Shafia trial tainted by honour killing expert testimony: lawyers argue

A father, mother and son, who were convicted of murdering the couple's three daughters and another family member, have asked Ontario's highest court for new trials, arguing the original one had been tainted by "highly prejudicial" testimony on so-called honour killings.

TORONTO — A father, mother and son, who were convicted of murdering the couple’s three daughters and another family member, have asked Ontario’s highest court for new trials, arguing the original one had been tainted by “highly prejudicial” testimony on so-called honour killings.

Mohammad Shafia, his wife Tooba Yahya and their son Hamed were convicted in January 2012 of four counts of first-degree murder — killings their trial judge described as being motivated by their “twisted concept of honour.”

But the trio’s lawyers argued Thursday that testimony from a Crown expert on so-called honour killings should not have been allowed and was among several errors made by the trial judge.

“That type of evidence is flat out prohibited,” lawyer Frank Addario told a panel of three appeal court judges. “She should not have been permitted to tell (the jury) how honour killings are typically carried out or read out denunciations on honour killings.”

The Shafia family was originally from Afghanistan but fled at the outbreak of war in the country and eventually immigrated to Canada.

In June 2009, the bodies of Shafia and Yahya’s daughters — Zainab, 19, Sahar, 17, and Geeti, 13 — and Shafia’s first wife in a polygamous marriage, 52-year-old Rona Amir Mohammad, were found in a car at the bottom of the Rideau Canal in Kingston, Ont.

The Crown at the trial asserted the murders were committed after the girls “shamed” the family by dating and acting out, and Amir Mohammad was simply disposed of.

In making their case, the Crown called Shahzrad Mojab, a professor whose research focuses primarily on violence against women particularly in the Middle East.

Mojab’s evidence involved “stereotypically reasoning about Afghani Muslims,” Addario argued, while her testimony on how honour killings are typically carried out had “zero legal relevance.”

“Its probative value was outweighed by its prejudicial value,” he said. “A Canadian jury is perfectly capable of understanding that men of all ethnicities will sometimes hurt female family members for misguided reasons of honour, without the assistance of expert evidence.”

Lawyers for Shafia, Yahya and Hamed also argued the trial judge did not properly assess the admissibility of certain hearsay statements made by the four victims before their death, and didn’t instruct the jury properly on them.

They further argued the trial judge erred by not providing sufficient direction to the jury on the Crown’s theory that Yahya could be found guilty of murder on the basis that her alleged failure to protect her children from her husband made her causally responsible for their deaths.

An additional twist to the joint appeal came in an argument made by Hamed’s lawyer, who asked the court to admit fresh evidence which he said proves his client was only 17 — a minor — and not 18 and a half at the time of his siblings’ deaths.

“We have evidence that is reasonably capable of belief,” Scott Hutchison said as he asked for Hamed to be treated as a youth by the justice system. “In my submission you must give effect to the fresh evidence, set aside the conviction and order a new trial.”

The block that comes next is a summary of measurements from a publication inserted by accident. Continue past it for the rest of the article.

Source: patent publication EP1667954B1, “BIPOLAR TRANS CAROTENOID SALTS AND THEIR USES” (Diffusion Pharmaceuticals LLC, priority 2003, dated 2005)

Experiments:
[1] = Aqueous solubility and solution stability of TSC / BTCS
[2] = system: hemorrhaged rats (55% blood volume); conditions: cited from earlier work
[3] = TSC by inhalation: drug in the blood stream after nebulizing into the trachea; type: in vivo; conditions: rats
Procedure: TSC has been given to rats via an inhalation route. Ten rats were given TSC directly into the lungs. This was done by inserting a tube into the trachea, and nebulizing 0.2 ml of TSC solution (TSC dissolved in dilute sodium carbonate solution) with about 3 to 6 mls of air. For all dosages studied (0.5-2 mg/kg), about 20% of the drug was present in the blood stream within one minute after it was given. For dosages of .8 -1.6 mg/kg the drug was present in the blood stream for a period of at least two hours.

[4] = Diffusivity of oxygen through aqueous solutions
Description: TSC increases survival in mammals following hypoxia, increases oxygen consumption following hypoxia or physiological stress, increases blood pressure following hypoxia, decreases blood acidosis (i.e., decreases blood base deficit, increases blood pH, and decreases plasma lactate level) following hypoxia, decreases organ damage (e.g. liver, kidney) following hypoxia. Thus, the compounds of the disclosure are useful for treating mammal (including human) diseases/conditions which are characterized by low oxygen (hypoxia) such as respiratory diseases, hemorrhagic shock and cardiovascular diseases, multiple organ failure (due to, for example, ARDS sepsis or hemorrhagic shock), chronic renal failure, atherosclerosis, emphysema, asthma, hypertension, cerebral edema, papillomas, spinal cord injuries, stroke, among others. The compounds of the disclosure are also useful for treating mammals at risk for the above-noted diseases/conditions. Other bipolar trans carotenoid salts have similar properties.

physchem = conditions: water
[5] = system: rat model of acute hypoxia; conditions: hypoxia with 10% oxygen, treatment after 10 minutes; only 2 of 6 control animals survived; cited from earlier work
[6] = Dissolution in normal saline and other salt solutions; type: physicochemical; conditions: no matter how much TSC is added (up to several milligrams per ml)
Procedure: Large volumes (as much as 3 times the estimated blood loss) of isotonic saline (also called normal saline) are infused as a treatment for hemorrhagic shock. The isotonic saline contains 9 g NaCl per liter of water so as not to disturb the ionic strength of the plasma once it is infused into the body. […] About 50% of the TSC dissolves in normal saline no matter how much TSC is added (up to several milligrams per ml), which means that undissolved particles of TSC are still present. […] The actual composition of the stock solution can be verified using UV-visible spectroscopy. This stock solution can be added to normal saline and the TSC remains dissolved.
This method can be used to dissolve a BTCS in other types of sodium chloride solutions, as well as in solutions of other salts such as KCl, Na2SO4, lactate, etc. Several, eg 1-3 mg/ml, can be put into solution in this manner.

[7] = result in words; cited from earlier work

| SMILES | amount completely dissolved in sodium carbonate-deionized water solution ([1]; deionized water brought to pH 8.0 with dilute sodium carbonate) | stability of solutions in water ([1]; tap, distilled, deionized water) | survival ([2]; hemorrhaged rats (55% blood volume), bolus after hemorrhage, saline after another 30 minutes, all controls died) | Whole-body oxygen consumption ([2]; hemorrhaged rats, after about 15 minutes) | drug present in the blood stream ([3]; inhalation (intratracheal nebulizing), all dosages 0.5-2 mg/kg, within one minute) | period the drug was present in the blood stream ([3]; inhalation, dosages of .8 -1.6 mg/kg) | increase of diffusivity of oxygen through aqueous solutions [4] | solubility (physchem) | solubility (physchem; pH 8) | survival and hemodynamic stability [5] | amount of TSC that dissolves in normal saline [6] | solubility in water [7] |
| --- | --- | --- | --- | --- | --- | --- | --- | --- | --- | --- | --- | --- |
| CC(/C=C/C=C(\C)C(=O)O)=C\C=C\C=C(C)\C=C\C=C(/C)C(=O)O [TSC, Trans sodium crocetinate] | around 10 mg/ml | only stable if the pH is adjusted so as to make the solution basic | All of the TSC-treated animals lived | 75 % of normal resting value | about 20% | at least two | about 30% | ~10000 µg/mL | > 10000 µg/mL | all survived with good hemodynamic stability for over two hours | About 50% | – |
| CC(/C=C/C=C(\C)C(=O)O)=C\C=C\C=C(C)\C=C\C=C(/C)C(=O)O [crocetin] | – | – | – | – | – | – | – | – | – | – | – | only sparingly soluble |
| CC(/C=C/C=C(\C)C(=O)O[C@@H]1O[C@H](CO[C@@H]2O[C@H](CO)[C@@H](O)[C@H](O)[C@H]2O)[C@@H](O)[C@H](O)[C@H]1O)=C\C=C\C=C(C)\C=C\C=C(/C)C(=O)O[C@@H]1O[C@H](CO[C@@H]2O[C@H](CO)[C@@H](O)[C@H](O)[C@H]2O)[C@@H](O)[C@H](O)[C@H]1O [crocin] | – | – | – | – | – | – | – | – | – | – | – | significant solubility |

Hutchison said that at the time of the trial, Hamed didn’t know that he could be a year younger than he thought he was and neither did his father or his trial counsel.

In explaining the issue, Hutchison urged the court to be mindful of a “casualness” associated with birth dates in Afghan and Middle Eastern communities.

The issue only came to light when — after being sentenced to life in prison — Hamed’s father wanted to transfer property in Afghanistan and asked someone in the country to prepare necessary paperwork, court heard.

That person discovered Shafia’s original Afghan identity document — known as a “tazkira” — which recorded his birth date as Dec. 31, 1991 — making him a year younger than initially thought, Hutchison told the court.

To resolve the discrepancy, a certificate of live birth was obtained from an Afghan ministry, which turned out to have the same date, and the Afghan government also issued a document confirming the tazkira, Hutchison said.

The three documents together are key evidence, Hutchison said.

“There would be a temptation for some to think of this as a technicality,” he said. “Age in so far as it relates to young people is not a technicality, it is a principle of fundamental justice….We do not treat young people the same way we treat adults.”

An adult convicted of first-degree murder faces life without parole for 25 years, while a young offender, when sentenced as an adult, faces a maximum of life without parole for 10 years.

If a new trial for Shafia before a youth court could not be obtained, Hutchison asked the panel of judges to order that Shafia be granted a new sentencing hearing under the YCJA, or order that he should have his sentence reduced.

Crown lawyers argued, however, that the documents at the heart of Hamed’s new claim were entirely unreliable.

Even if the appeal court accepted the questionable documents, they argued, that ought not to change the outcome of Hamed’s trial.

“You can admit this evidence and it doesn’t undermine the factual underpinning of the verdict one iota,” said Crown lawyer Gillian Roberts. “Greater emphasis should be placed on protecting the integrity of the criminal justice system.”

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